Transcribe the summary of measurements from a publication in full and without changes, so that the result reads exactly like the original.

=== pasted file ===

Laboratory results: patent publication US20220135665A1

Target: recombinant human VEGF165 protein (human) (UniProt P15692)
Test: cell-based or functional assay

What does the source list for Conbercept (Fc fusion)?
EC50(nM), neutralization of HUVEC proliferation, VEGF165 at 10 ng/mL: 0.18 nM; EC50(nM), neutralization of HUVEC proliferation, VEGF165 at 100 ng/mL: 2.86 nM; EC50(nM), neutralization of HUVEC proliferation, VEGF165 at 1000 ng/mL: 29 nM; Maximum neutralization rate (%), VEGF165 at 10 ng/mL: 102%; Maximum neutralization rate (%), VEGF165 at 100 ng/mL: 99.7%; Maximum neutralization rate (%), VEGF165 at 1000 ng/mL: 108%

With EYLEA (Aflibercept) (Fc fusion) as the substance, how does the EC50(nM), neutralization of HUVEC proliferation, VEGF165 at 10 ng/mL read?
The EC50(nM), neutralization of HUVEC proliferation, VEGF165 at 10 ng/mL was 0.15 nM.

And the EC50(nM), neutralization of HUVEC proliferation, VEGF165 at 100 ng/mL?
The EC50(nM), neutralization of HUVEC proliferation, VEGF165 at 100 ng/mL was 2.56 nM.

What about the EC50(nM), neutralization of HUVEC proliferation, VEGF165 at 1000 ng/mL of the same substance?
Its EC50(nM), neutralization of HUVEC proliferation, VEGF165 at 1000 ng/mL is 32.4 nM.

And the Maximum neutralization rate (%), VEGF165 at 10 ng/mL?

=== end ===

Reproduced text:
Laboratory results: patent publication US20220135665A1

Target: recombinant human VEGF165 protein (human) (UniProt P15692)
Test: cell-based or functional assay

What does the source list for Conbercept (Fc fusion)?
EC50(nM), neutralization of HUVEC proliferation, VEGF165 at 10 ng/mL: 0.18 nM; EC50(nM), neutralization of HUVEC proliferation, VEGF165 at 100 ng/mL: 2.86 nM; EC50(nM), neutralization of HUVEC proliferation, VEGF165 at 1000 ng/mL: 29 nM; Maximum neutralization rate (%), VEGF165 at 10 ng/mL: 102%; Maximum neutralization rate (%), VEGF165 at 100 ng/mL: 99.7%; Maximum neutralization rate (%), VEGF165 at 1000 ng/mL: 108%

With EYLEA (Aflibercept) (Fc fusion) as the substance, how does the EC50(nM), neutralization of HUVEC proliferation, VEGF165 at 10 ng/mL read?
The EC50(nM), neutralization of HUVEC proliferation, VEGF165 at 10 ng/mL was 0.15 nM.

And the EC50(nM), neutralization of HUVEC proliferation, VEGF165 at 100 ng/mL?
The EC50(nM), neutralization of HUVEC proliferation, VEGF165 at 100 ng/mL was 2.56 nM.

What about the EC50(nM), neutralization of HUVEC proliferation, VEGF165 at 1000 ng/mL of the same substance?
Its EC50(nM), neutralization of HUVEC proliferation, VEGF165 at 1000 ng/mL is 32.4 nM.

And the Maximum neutralization rate (%), VEGF165 at 10 ng/mL?